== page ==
In a strange way, Fel was an idealist. His ideals just ran along a more Imperial line of thinking.
7. Gilad Pellaeon
“We’re not equipped for this at all, but I like a challenge. Good for morale when we pull it off.” – Gilad Pellaeon
Perhaps no one embodied what it meant to be an officer of the Imperial navy more so than Gilad Pellaeon. A decorated officer that rose through the ranks, Pellaeon was well versed in the art of war and was a skilled military leader. Perhaps his most important trait was that he never was a victim of his own hubris. At the Battle of Endor, he was the first to recognize that the Imperial cause had been lost and the Rebellion had won. He would be the one to make the hardest call in the history of the Imperial military, ordering a full-scale retreat and ceding ultimate victory to the Rebellion. The defeat of the second Death Star was already a grave loss and remaining only to lose additional precious starships would only compound matters.
Pellaeon was well respected by peers and superiors alike. Even the brilliant Grand Admiral Thrawn recognized and greatly respected his lifetime dedication to the fleet. His skills as a leader and ability to command those serving under him were unparalleled. Perhaps that’s why few were surprised when Pellaeon rose to the task of unifying what remained of the Empire, creating an Imperial Remnant that chose to split away from the dark practices of Palpatine’s Empire.
6. Garik “Face” Loran
“I was hand-picked to be the boy most likely to be the subject of crushes.” – Garik “Face” Loran to Tyria Sarkin
You would think that a child holostar with countless adoring fans (and countless girls with hopeless crushes on him) would be set for life. Fame and fortune, he had it all. Of course, being a holostar of Imperial propaganda films may not be the safest bet when there’s a galactic civil war going on. Garik Loran was the “Face” of the Imperial propaganda machine, and that made him a target. He would be kidnapped by an extremist Rebellion cell and was forced to witness what the Empire had done to countless sentient beings and how his holofilms helped to enable it.
In his adult years, he was determined to atone for being a cog in the Empire’s machine. That lead him to the New Republic’s Starfighter Command. Where he promptly washed out. As it turned out, having a propensity to crash your starfighter didn’t make for a particularly successful career, but he was given one last chance when Rebellion legend Wedge Antilles brought Face in for a new unit he was building. The quick wit and acting ability he developed as a propaganda holostar made him the perfect candidate to lead the experimental Wraith Squadron. Of course, that quick wit would be the source of constant headaches for Antilles. One was always at risk of being dragged into an escalating prank war when Face Loran was around.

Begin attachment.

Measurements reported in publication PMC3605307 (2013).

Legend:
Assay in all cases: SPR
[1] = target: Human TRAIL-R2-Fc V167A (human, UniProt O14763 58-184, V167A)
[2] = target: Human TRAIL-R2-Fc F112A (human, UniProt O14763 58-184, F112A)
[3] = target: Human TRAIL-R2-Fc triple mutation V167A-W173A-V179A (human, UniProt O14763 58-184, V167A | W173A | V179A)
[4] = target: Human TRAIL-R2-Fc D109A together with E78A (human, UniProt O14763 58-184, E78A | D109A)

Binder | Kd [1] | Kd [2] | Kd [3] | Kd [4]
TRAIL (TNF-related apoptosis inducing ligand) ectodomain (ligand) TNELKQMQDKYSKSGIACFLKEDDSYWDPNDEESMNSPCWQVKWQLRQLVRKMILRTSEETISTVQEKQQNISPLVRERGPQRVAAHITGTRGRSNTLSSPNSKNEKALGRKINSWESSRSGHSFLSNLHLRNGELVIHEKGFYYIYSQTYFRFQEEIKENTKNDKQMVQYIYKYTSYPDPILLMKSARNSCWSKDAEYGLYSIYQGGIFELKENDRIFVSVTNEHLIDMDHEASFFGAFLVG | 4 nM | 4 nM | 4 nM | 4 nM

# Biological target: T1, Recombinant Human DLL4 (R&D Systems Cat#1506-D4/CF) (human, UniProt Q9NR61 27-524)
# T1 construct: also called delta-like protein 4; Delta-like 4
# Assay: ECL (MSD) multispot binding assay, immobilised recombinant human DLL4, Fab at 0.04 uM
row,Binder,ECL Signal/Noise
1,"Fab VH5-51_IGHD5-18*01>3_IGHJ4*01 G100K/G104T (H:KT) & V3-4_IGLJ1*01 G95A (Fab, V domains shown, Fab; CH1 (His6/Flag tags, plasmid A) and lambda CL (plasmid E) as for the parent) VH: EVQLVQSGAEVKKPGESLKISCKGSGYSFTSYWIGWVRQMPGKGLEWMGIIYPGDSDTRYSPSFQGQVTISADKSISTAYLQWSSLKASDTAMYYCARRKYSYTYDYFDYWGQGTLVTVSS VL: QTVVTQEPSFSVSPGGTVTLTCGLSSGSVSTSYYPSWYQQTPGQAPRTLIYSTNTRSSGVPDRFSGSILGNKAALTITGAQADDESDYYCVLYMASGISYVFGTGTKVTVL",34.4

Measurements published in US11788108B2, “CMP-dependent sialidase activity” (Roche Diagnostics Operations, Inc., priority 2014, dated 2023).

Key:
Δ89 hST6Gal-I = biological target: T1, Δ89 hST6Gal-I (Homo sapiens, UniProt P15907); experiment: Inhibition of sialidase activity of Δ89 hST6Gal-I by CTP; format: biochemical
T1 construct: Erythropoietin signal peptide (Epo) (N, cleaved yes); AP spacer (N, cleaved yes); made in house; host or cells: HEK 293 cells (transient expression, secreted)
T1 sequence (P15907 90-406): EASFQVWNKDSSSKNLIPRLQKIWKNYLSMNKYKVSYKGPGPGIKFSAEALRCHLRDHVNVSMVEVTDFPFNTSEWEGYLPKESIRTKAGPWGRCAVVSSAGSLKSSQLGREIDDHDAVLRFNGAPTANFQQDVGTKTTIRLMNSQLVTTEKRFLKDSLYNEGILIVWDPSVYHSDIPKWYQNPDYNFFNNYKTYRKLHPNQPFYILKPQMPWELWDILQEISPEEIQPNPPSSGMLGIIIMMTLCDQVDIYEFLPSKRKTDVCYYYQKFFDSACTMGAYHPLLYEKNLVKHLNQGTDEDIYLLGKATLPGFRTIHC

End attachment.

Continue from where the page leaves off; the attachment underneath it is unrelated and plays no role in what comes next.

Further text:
More often than not, that wit was put to use to throw the enemy for a loop. Military conventions be damned, Face Loran was going to find a solution by thinking outside of the box. Way outside of the box.
5. Winter Retrac-Celchu
“So you were the one called Targeter. The one with the perfect memory.” – Mara Jade to Winter
There was a time before Winter Retrac-Celchu was little more than a glorified babysitter.
There was the Winter Retrac, adopted sister of Princess Leia Organa, the child that was enamored with art and history. There was the teenager that became one of the Rebellion’s most accomplished and skilled spies. There was the woman that bore the burden of knowing she was one of Alderaan’s few survivors. There was the intelligence agent that played a vital role in the New Republic’s capturing of Coruscant, the seat of the Empire’s power.
Many are hailed as heroes in the Rebellion’s victory over the Empire, but few know of the woman that was instrumental on so many battlefronts. A holo-perfect memory was the weapon she wielded against enemies of the Rebellion and the New Republic, but she was also a deadly opponent whose danger was hidden behind a regal appearance. Her future husband would remark that her name was appropriate, for Winter had ice water running through her veins.
“Definition: ‘Love’ is making a shot to the knees of a target 120 kilometers away using an Aratech sniper rifle with a tri-light scope. Statement: This definition, I am told, is subject to interpretation.” – HK-47 on the subject of love.
Sure, he might have been programmed to be a ruthless assassin droid designed by a Sith Lord to seek out and kill Jedi, but we all know what HK-47’s true programming was: delivering one-liners. I can’t count the number of times that I found myself doubled over in laughter when HK-47 delivered a beautifully inappropriate piece of wit at the worst possible time. Player character feeling down? No worries, HK-47 will offer to find someone to kill to cheer you up.